The traveling gallery exhibition, originally from New York’s Hauser & Wirth, “Mira Schendel. Sarrafos and Black and White Works,” organized with Olivier Renaud-Clément, is a small black-and-white gem in collaboration with Galeria Bergamin & Gomide in São Paulo where it is now on show. It is no overstatement to say cerebral and poetically profound Swiss-born naturalized Brazilian Mira Schendel (1919-1988) is one of the trailblazers of contemporary art in Brazil along with Lygia Clark and Helio Oiticica. Marking three decades since her death, the show assembles her last two major bodies of work, the “Sarrafo” (Splinter, 1987) series with its rectangular tableaux that merge painting with sculpture through large white monochromes with attached black bars, and the minimalist egg tempera painting series “Brancos e Pretos” (Black and White, 1985-1987), as well as a nucleus with works on paper, one of her preferred mediums.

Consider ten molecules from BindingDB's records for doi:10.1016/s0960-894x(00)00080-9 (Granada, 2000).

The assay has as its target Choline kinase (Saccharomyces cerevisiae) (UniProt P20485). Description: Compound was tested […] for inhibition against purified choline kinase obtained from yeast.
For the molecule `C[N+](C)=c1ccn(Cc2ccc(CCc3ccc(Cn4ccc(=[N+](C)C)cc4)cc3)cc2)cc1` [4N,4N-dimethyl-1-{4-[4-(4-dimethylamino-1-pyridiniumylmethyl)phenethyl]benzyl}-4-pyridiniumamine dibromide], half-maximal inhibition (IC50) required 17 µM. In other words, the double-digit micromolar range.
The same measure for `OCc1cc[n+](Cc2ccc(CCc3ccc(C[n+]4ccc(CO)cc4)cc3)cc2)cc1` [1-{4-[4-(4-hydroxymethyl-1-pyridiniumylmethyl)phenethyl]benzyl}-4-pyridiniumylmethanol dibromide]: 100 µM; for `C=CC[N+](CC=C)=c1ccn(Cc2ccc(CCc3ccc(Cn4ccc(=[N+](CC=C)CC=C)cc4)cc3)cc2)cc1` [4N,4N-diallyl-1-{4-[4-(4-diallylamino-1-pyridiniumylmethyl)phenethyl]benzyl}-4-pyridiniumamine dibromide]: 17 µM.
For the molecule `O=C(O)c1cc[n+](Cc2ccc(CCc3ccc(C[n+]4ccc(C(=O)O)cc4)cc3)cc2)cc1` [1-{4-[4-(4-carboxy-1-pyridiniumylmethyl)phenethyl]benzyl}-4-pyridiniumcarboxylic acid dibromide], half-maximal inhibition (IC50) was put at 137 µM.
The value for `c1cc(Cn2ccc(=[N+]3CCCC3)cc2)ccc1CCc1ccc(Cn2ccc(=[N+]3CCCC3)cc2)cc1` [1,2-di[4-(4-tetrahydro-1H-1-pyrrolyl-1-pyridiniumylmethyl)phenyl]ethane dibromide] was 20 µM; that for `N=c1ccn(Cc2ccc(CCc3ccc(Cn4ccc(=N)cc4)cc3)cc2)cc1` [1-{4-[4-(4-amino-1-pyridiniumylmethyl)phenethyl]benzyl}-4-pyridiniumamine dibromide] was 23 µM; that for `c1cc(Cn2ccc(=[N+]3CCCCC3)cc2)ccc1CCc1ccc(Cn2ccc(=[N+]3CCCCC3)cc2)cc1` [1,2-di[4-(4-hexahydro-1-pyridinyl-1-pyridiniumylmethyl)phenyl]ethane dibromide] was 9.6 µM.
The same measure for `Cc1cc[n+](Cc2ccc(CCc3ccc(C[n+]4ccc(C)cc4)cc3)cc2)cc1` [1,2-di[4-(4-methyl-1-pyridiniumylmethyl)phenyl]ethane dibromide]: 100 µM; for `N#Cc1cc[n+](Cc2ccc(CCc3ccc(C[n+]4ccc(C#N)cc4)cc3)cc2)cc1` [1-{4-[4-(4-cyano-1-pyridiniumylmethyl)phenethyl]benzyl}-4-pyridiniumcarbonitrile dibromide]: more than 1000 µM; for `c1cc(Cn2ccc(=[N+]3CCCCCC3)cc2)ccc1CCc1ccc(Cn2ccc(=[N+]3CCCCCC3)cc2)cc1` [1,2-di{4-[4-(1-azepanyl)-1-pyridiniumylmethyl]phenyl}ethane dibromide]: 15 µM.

Subtly woven in Mira Schendel’s mesmerizing art is a perennial sense of void, for she saw herself as a product of the Jewish postwar diaspora, roaming about Europe as a rootless immigrant, not at home anywhere—not even in Brazil where she embraced art and set up from 1949 to her death at sixty-nine, leaving a daughter. As soon as 1952, she presented her inaugural solo exhibition in the southern state capital of Porto Alegre, at The Centro Cultural Brasil-Estados Unidos (Brazil-USA Cultural Center). Two years later, then established in São Paulo, her museum exhibition debut in the Museu de Arte Moderna (MAM) was simply titled “Mira. Exposição de Pinturas.” The paintings caught the eyes of local critics and landed her the following year at the São Paulo Biennale, leading to ten participations over her career plus a posthumous showing in 2010. By 1968, she was selected to the official exhibition of the Venice Biennale. However two years before that, her first solo international experience in a Lisbon gallery where she showed drawings on paper was deemed too avant-garde and shunned by the Portuguese press but nonetheless praised by the foremost local critic.